The ghostly mountains lurking in the background is a great representation of how the winter season is now behind us. Although this is a relief for many, these families of Trumpeter Swans (Cygnus buccinator) make the cold weather seem enjoyable and less frigid. This week I am writing to you from Singapore where I am surely feeling the heat and humidity, so I have a great appreciation and envy for this mid-winter picture.
This week, our selected photographer, Patty, has captured a chilled look at the Cheam Indian Reserve in the Fraser Valley. The word “Cheam” means “wild strawberry place” which sounds like a great place to be! As well, Mount Cheam is the guardian for the community and it overlooks most of the Fraser Valley. The Cheam traditionally speak Halkomelem which is part of the Salishan language. However, it has been reported that there are only 5 fluent speakers and around 35 learning speakers.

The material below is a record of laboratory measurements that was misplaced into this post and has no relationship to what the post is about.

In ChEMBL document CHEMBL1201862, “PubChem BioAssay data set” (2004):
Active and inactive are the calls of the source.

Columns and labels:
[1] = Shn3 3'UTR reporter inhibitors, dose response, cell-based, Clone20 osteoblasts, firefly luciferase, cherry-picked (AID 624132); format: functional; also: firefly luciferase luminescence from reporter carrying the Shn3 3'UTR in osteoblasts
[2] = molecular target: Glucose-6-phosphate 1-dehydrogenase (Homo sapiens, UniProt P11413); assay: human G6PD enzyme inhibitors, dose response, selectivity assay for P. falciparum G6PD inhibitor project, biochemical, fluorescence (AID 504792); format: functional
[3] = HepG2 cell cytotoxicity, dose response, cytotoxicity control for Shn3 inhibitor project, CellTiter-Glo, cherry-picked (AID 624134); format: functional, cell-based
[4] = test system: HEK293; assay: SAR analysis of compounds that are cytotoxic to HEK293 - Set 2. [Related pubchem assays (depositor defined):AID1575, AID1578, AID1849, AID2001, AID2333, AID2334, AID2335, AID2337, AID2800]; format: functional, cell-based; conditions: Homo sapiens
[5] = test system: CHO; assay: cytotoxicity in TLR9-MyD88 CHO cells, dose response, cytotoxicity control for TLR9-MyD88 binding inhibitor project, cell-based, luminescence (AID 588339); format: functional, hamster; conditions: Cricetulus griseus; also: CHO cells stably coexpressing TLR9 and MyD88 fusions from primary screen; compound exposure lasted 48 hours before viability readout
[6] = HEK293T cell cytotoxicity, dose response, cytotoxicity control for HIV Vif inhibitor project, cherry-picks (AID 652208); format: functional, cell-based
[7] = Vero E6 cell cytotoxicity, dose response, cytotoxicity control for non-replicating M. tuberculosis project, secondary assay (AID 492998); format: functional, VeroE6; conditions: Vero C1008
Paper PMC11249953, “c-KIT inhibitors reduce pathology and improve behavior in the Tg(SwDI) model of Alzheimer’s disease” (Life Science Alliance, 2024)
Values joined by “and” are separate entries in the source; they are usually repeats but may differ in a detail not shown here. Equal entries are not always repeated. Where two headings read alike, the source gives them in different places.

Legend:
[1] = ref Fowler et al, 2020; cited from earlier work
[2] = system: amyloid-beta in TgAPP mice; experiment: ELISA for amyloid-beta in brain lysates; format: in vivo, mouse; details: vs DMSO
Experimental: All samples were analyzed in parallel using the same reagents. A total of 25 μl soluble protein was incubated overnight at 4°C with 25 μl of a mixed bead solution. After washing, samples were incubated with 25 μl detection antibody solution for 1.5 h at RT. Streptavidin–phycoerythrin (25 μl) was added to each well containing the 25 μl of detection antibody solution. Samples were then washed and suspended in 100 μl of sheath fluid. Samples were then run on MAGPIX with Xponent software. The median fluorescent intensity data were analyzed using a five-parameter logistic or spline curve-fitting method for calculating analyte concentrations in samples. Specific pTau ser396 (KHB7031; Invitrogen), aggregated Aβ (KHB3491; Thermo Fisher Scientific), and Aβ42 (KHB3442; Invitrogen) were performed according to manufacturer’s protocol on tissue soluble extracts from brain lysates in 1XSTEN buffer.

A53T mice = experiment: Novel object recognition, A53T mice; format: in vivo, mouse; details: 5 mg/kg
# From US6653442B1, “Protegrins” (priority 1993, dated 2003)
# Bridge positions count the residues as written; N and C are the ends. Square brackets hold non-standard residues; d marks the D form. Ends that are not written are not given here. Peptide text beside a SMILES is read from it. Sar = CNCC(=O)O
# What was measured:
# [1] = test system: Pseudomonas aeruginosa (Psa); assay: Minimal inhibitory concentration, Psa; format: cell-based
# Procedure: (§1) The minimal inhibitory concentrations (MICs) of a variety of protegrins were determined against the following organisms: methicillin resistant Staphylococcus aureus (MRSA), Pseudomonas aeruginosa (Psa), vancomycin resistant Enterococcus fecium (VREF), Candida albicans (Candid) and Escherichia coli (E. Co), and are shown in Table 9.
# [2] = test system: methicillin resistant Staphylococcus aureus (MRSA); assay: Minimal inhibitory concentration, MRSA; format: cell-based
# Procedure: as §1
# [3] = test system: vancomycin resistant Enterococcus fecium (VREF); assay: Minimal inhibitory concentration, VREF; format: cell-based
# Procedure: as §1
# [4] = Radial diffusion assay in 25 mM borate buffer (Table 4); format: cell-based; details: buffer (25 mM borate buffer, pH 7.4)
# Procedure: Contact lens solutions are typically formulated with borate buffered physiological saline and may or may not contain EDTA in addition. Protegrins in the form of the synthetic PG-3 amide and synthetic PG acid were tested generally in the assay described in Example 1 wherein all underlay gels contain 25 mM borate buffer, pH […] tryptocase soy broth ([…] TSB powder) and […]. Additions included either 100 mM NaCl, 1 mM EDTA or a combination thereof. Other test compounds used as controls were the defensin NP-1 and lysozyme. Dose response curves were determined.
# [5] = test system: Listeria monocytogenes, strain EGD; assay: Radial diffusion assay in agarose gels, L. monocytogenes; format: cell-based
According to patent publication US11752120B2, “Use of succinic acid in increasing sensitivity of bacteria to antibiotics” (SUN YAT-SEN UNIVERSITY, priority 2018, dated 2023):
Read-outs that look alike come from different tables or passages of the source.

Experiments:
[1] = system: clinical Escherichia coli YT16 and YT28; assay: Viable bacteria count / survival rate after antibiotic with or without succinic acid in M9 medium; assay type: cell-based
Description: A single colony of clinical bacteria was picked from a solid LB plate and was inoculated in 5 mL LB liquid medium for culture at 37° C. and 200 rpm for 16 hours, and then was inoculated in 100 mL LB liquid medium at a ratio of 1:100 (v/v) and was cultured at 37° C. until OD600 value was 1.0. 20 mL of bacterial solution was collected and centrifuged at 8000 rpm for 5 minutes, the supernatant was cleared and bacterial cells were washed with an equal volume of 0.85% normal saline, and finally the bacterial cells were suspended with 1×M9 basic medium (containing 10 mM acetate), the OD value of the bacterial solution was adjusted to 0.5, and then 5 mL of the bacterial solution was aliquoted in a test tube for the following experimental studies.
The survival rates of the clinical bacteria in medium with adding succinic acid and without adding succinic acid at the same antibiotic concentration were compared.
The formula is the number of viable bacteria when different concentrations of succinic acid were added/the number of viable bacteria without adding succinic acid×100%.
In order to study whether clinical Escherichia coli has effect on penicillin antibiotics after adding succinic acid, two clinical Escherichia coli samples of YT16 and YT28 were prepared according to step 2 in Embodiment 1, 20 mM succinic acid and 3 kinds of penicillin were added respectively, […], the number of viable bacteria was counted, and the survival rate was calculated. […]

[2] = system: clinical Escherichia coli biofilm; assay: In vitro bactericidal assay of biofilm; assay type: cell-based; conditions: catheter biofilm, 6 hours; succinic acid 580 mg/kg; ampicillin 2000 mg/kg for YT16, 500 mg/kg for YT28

This area also appears to be the playground for families of Trumpeter Swans and they can be seen exploring the newly melted waters with their young hatchlings. Trumpeter Swans are the largest waterfowl species on Earth and are a close relative to the Whooper Swan in Eurasia, some have even considered them to be the same species. Their name is attributed to their trumpet-like call but can sometimes sound more like a nasally honk. When I first heard their call it reminded me of when I used to ‘play’ the trumpet, if you would like to hear their call click here!
Since this picture was snapped during the end of winter, this means that these Swans will soon be entering a period or flightlessness. Each year, adult Swans molt all their feathers which makes them flightless for 1-2 months. During this time the Swans will nest in wetland vegetation such as cattails, but they’ve also been known to nest in beaver lodges.